Despite its unfortunate and widely-ridiculed name, Chicago-based Tronc, short for “Tribune online content,” has a long history with The News. Formerly the Tribune Company until its recent rebranding, the publisher founded the paper as America’s first modern tabloid in 1919.
The Trib hailed it as the “common man’s paper.” Competitors sneered that it was the “servant girls’ Bible.” A famous 1992 ad proclaimed its mantra, “Tell it to Sweeney,” with the coda, “The Stuyvesants will understand.”
In other words, speak to your core working-class readers, then largely Irish- and Italian-Catholic, and the blue-bloods and merchant princes will respect you, perhaps even advertise with you.
So now the question becomes, “Will Tronc understand?”
Can it take a humbled paper — in a single story, Keith J. Kelly, The Post’s adjective-loving media columnist, dubbed it “beleaguered,” “money-losing,” “money-bleeding,” “ailing,” “teetering,” “troubled,” “stagnant,” and “perpetually downsizing” – and restore it, if not to its past obstreperousness, then at least to a measure of stability and solvency?
Well, let’s break down the deal. Tronc gets a prize that, monetarily, is worth far more than its print acquisition, and that is ownership of the paper’s printing plant in Jersey City plus a 49.9 percent stake in the adjoining 25-acre property.
Which raises a couple of questions: Is this a newspaper deal in which a conglomerate that already owns the Los Angeles Times and Chicago Tribune reenters the nation’s biggest media market? Or a real estate deal centered on a vulnerable paper’s most valuable asset – prime land that overlooks the Statue of Liberty and the Manhattan skyline?
The answer, of course, is that it is both a media and a property deal, or as Tim Knight, Tronc’s president, bluntly put it, the land was “certainly an added inducement to this transaction.” No kidding.
Exiting the picture is Mort Zuckerman, who himself has masterminded mega-real estate deals, acquiring trophies like Citigroup Center and the General Motors Building as the former-chairman of Boston Properties, which he founded in 1970 and which made him a billionaire.
The 80-year-old Zuckerman, who now has health problems, could never stanch the flow of red ink. Perhaps no one could. Waves of large-scale dismissals played out over multiple years. It got pretty tough. The paper was diminished. There was blood in the water. The Post knew it, too. Mercilessly, it began taunting what it called “The Daily Snooze.”
Yet one can never forget: Mort had saved the paper from a near-death experience. He bought it out of bankruptcy in 1993 after a devastating five-month strike, followed by the mad reign of British publishing mogul Robert Maxwell, a supposed white knight who plundered $1 billion from his company’s pension funds before jumping or falling from his yacht in the Canary Island in 1991.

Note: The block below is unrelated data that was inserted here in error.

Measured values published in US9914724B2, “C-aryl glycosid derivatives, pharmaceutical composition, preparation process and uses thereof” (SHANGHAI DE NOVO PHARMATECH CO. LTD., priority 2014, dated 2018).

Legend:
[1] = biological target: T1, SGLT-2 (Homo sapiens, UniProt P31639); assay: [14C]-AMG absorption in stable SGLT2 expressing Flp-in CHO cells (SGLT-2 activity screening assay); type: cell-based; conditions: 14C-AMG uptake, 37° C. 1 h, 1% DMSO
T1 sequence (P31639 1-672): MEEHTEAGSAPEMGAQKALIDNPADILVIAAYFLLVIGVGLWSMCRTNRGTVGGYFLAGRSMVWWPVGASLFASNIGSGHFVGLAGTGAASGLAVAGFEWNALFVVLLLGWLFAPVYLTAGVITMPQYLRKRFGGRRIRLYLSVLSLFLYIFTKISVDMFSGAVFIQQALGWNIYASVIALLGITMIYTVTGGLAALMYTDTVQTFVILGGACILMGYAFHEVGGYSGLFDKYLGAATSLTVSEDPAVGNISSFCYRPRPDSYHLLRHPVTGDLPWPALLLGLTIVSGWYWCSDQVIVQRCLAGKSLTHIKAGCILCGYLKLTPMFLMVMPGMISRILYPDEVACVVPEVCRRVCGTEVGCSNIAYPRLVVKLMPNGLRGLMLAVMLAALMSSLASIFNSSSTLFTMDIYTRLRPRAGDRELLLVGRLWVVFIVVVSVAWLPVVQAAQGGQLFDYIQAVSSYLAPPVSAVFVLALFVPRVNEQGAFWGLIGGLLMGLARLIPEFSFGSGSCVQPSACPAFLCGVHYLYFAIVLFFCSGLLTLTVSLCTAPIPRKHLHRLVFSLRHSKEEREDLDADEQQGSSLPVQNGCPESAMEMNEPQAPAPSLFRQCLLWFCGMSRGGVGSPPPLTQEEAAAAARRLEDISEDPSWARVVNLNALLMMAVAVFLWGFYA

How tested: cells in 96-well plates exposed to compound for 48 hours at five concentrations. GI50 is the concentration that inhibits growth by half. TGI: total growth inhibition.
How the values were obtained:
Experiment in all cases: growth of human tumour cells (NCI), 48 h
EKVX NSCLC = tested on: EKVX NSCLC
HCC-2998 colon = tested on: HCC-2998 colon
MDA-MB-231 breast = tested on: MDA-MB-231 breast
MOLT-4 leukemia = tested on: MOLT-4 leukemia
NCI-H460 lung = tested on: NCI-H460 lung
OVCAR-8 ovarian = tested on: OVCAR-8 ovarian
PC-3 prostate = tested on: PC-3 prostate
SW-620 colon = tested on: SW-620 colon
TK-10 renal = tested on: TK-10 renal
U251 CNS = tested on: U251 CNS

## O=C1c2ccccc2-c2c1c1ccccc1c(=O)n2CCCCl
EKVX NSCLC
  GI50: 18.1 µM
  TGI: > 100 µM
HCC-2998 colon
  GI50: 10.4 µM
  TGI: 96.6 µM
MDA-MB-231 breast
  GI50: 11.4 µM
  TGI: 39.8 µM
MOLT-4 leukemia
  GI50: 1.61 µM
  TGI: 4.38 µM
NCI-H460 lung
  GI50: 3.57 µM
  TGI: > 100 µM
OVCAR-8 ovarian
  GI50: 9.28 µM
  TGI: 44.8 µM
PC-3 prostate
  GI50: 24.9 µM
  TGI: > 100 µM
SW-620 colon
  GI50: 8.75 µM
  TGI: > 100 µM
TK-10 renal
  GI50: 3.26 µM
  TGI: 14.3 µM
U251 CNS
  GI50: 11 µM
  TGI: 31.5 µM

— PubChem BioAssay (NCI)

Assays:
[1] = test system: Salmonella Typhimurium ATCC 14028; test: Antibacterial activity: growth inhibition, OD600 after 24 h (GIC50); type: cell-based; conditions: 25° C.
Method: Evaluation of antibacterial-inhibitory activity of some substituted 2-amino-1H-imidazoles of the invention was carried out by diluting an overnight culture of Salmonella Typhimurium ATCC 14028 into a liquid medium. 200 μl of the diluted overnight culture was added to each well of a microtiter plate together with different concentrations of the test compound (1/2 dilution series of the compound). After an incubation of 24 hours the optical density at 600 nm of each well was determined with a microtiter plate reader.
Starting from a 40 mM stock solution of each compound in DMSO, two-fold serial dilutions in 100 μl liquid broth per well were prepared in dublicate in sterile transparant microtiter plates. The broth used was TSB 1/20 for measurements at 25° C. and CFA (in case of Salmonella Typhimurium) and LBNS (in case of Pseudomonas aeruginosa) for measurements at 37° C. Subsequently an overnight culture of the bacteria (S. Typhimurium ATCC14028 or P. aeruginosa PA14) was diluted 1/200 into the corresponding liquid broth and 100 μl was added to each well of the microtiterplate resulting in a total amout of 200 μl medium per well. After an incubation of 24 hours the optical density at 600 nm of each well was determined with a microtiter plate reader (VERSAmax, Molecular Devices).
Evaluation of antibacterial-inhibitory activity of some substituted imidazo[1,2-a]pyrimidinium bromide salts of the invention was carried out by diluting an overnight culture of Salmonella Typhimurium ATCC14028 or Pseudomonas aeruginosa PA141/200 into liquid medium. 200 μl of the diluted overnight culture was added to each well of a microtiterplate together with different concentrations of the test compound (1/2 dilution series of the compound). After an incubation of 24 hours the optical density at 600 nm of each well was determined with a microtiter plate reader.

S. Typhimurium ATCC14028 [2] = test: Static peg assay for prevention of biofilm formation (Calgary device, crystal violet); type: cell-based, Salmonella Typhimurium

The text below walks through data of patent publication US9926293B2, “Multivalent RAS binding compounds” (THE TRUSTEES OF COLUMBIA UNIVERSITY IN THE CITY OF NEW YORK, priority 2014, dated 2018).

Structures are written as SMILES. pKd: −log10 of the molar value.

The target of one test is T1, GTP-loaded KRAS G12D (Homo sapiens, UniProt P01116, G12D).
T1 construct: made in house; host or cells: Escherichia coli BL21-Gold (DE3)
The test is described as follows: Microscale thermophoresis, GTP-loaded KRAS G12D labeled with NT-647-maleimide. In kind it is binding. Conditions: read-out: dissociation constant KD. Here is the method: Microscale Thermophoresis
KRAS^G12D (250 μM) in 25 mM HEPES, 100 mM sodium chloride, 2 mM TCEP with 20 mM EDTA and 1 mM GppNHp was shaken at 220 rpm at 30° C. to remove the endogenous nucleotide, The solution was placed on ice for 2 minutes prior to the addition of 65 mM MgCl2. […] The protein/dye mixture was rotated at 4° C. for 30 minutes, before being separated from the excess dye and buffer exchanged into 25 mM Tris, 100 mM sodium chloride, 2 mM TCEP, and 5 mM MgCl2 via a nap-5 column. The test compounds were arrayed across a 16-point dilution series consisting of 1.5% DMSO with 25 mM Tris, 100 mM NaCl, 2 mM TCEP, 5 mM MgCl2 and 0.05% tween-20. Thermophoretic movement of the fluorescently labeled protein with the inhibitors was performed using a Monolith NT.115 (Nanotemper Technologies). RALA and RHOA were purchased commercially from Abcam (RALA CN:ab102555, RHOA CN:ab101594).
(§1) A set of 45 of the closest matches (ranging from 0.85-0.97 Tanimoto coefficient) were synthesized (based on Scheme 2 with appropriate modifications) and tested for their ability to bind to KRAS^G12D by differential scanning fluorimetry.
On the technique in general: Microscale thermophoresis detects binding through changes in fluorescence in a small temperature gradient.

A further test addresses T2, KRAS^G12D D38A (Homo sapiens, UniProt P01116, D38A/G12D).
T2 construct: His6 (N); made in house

That was Mort’s great gift to the city — an extra quarter-century added to the life of a newspaper, the continuance of its doorstep reporting, the thrill of its irreverent and two-fisted headlines.
Yes, the News lost much of its zest and brassiness. But that wasn’t all bad. Drinking and smoking vanished from the City Room. Women took on enhanced roles. Bawdiness and sexism didn’t disappear. But they were curbed.
Oh, two other things. Under his watch, the paper earned five Pulitzer Prizes. And after a period of somnolence, it found its voice all over again with the rise of Donald Trump, who became the paper’s arch-nemesis over the past two years.
Back came the “screamers” — tabloid lingo for exclamation marks, also known as “slammers” or “bangers” — behind such Page One classics as “NUTS!” and “OFF HIS MEDS!” and “LOCK HIM UP!” and “STOP THE DON CON!”
Naturally, Trump didn’t take kindly to the barbs. And the paper was elevated anew when he branded it “worthless” and “a loser” and “yesterday,” and labeled Zuckerman “dopey” in several 2016 campaign tweets.
So if I can offer a few unsolicited words of advice for Tronc: Wear those Trumpian slurs as a badge of honor. Remember an old slogan that can still define your paper, “The Eyes, the Ears, the Honest Voice of New York.” Respect your history and your heritage.
No, you don’t have to be a prisoner to every past Page One hanging in a hallway. But you do have to honor the glorious tradition from which those headlines sprang.
And lest you contemplate a future erasure of the sacred trust you have just purchased, remember the hugely popular lapel buttons worn by your reporters during the existential crisis of 1991 and 1992: “DAILY NEWS: TOO TOUGH TO DIE.”